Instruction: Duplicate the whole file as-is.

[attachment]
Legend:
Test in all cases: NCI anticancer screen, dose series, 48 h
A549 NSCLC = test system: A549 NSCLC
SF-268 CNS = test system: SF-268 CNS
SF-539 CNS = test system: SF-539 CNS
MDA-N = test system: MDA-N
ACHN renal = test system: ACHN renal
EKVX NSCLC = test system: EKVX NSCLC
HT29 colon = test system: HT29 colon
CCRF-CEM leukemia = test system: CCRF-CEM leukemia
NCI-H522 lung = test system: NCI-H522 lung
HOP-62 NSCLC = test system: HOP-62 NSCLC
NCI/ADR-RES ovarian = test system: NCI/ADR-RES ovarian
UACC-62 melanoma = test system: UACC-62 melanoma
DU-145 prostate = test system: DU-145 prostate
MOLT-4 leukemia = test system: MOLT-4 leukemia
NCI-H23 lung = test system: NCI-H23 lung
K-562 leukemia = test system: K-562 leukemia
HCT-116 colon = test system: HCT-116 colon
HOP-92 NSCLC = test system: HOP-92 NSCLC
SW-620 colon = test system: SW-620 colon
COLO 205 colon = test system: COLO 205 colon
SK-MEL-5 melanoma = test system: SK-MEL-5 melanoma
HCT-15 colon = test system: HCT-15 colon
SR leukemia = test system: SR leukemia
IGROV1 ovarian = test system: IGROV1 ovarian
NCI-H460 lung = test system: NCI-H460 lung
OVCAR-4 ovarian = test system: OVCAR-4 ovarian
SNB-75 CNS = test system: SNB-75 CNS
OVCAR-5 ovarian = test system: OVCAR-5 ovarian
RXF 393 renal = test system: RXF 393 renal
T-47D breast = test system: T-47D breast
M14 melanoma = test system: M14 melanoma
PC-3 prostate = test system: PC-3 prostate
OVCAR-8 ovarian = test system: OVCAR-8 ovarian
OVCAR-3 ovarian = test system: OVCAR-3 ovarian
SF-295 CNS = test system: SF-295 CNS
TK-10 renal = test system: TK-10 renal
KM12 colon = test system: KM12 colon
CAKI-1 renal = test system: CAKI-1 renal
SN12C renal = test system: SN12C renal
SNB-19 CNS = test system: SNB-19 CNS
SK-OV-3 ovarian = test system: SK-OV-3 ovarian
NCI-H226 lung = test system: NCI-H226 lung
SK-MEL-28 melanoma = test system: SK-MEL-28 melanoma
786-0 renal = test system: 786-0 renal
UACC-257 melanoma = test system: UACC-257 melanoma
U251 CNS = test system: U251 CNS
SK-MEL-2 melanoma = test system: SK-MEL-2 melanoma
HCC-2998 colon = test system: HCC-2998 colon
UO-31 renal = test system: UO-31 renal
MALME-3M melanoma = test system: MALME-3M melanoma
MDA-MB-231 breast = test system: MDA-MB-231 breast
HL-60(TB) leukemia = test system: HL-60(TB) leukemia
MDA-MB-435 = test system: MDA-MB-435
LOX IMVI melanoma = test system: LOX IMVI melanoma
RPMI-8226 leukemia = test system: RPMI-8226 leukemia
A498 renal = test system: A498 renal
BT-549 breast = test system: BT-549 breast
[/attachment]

Legend:
Test in all cases: NCI anticancer screen, dose series, 48 h
A549 NSCLC = test system: A549 NSCLC
SF-268 CNS = test system: SF-268 CNS
SF-539 CNS = test system: SF-539 CNS
MDA-N = test system: MDA-N
ACHN renal = test system: ACHN renal
EKVX NSCLC = test system: EKVX NSCLC
HT29 colon = test system: HT29 colon
CCRF-CEM leukemia = test system: CCRF-CEM leukemia
NCI-H522 lung = test system: NCI-H522 lung
HOP-62 NSCLC = test system: HOP-62 NSCLC
NCI/ADR-RES ovarian = test system: NCI/ADR-RES ovarian
UACC-62 melanoma = test system: UACC-62 melanoma
DU-145 prostate = test system: DU-145 prostate
MOLT-4 leukemia = test system: MOLT-4 leukemia
NCI-H23 lung = test system: NCI-H23 lung
K-562 leukemia = test system: K-562 leukemia
HCT-116 colon = test system: HCT-116 colon
HOP-92 NSCLC = test system: HOP-92 NSCLC
SW-620 colon = test system: SW-620 colon
COLO 205 colon = test system: COLO 205 colon
SK-MEL-5 melanoma = test system: SK-MEL-5 melanoma
HCT-15 colon = test system: HCT-15 colon
SR leukemia = test system: SR leukemia
IGROV1 ovarian = test system: IGROV1 ovarian
NCI-H460 lung = test system: NCI-H460 lung
OVCAR-4 ovarian = test system: OVCAR-4 ovarian
SNB-75 CNS = test system: SNB-75 CNS
OVCAR-5 ovarian = test system: OVCAR-5 ovarian
RXF 393 renal = test system: RXF 393 renal
T-47D breast = test system: T-47D breast
M14 melanoma = test system: M14 melanoma
PC-3 prostate = test system: PC-3 prostate
OVCAR-8 ovarian = test system: OVCAR-8 ovarian
OVCAR-3 ovarian = test system: OVCAR-3 ovarian
SF-295 CNS = test system: SF-295 CNS
TK-10 renal = test system: TK-10 renal
KM12 colon = test system: KM12 colon
CAKI-1 renal = test system: CAKI-1 renal
SN12C renal = test system: SN12C renal
SNB-19 CNS = test system: SNB-19 CNS
SK-OV-3 ovarian = test system: SK-OV-3 ovarian
NCI-H226 lung = test system: NCI-H226 lung
SK-MEL-28 melanoma = test system: SK-MEL-28 melanoma
786-0 renal = test system: 786-0 renal
UACC-257 melanoma = test system: UACC-257 melanoma
U251 CNS = test system: U251 CNS
SK-MEL-2 melanoma = test system: SK-MEL-2 melanoma
HCC-2998 colon = test system: HCC-2998 colon
UO-31 renal = test system: UO-31 renal
MALME-3M melanoma = test system: MALME-3M melanoma
MDA-MB-231 breast = test system: MDA-MB-231 breast
HL-60(TB) leukemia = test system: HL-60(TB) leukemia
MDA-MB-435 = test system: MDA-MB-435
LOX IMVI melanoma = test system: LOX IMVI melanoma
RPMI-8226 leukemia = test system: RPMI-8226 leukemia
A498 renal = test system: A498 renal
BT-549 breast = test system: BT-549 breast